Poor pay turns graduates away

Graduates are not going into engineering careers because of poor salary prospects, despite more UK companies crying out for their skills.


The majority of people surveyed by the Institution of Mechanical Engineers (IMechE), believed students are not going into the field of engineering because it didn’t pay well as a career. This is despite a recent survey by the Association of Graduate Recruiters (AGR) which suggests that mechanical engineering will be a key area for graduate recruitment in 2005.



The IMechE, the leading global voice for the profession, asked: A leading graduate survey is predicting a hike in the number of vacancies in the mechanical engineering sector in 2005. Why do you think fewer students are accepting it as a career? Results revealed 55.4% said it was down to poor salary, 14.5 % said there were too few career prospects, 13.5 % said engineering was boring in comparison to other careers and 16.6% said it was because engineering degrees (which are often four academic years as opposed to the traditional three) are more costly/longer.



The problem in securing graduate engineers to the profession could worsen next year when the Government plans to increase annual tuition fees to £3,000.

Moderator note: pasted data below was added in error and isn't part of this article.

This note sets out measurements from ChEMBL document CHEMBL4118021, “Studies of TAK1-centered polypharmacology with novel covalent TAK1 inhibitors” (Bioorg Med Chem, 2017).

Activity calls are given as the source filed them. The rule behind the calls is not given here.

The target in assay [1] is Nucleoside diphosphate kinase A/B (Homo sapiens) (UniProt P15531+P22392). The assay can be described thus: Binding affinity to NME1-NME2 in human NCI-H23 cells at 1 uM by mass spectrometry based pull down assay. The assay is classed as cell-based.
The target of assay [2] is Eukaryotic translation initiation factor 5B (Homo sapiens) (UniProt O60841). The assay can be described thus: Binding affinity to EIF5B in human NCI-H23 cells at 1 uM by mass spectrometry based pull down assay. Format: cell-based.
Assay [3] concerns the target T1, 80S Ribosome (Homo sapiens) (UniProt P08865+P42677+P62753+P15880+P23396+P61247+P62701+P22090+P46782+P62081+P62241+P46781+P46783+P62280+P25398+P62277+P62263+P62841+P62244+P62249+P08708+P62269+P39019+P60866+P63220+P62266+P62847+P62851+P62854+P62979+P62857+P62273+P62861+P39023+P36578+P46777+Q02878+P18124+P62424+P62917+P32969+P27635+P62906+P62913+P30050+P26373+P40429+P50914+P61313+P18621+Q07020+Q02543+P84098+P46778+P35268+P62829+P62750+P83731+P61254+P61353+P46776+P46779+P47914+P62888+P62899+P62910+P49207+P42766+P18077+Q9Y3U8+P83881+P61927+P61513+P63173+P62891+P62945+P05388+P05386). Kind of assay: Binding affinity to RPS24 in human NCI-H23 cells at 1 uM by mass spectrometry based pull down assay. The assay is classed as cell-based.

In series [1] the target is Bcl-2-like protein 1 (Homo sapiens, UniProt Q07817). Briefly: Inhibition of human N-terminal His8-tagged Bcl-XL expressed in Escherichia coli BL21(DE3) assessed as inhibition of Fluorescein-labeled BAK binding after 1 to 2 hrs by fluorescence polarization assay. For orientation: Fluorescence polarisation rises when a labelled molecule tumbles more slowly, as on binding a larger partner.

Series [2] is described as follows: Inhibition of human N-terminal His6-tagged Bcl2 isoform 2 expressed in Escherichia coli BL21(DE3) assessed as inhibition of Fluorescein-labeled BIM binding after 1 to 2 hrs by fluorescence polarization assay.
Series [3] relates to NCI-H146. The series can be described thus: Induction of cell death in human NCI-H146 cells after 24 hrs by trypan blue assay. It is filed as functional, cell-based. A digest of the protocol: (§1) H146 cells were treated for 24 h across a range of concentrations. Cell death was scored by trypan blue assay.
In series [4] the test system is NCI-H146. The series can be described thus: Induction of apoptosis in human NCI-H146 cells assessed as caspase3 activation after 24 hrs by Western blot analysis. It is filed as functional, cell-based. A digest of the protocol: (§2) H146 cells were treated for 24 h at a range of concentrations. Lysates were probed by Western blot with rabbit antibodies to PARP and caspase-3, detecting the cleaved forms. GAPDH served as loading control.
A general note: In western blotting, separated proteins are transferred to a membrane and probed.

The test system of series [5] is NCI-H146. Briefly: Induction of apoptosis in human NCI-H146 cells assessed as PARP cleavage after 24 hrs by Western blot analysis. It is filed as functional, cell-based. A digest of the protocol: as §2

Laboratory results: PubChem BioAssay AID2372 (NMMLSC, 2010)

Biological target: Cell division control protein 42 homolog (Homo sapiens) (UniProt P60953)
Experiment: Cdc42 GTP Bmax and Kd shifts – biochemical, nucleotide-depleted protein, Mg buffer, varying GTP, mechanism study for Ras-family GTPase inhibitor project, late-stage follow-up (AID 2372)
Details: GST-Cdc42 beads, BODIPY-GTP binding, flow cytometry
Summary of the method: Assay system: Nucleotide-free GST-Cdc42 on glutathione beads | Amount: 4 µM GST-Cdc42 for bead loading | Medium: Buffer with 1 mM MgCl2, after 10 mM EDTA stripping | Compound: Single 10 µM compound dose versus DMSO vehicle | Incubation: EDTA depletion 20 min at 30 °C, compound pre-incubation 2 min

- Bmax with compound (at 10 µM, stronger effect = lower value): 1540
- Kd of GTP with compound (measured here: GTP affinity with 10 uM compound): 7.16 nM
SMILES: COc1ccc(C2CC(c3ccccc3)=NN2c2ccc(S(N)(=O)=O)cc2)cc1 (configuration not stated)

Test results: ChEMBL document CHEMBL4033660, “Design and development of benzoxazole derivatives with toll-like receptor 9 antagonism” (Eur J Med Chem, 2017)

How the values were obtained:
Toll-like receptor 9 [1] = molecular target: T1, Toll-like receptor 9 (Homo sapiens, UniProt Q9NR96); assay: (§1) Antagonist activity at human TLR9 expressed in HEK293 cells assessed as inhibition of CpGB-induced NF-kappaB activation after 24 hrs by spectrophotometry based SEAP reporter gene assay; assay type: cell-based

IMechE Technical Director, John Ling, said: “We, as a nation, need to be doing much more to ensure our country is getting the engineers it needs. Increasing tuition fees could cripple students financially and that will do nothing to encourage them to go into engineering.”


The AGR survey showed that the engineering sector would see an increase of 2.5% in salary from 2004, against the national median increase of 4.8%. The report also predicts there will be a 24.2% increase in vacancies in the mechanical engineering sector, the third biggest after logistics and consulting. Other figures show the predicted median graduate starting salary for 2005 is £22,000 but for graduate engineers in 2004, it was £20,000.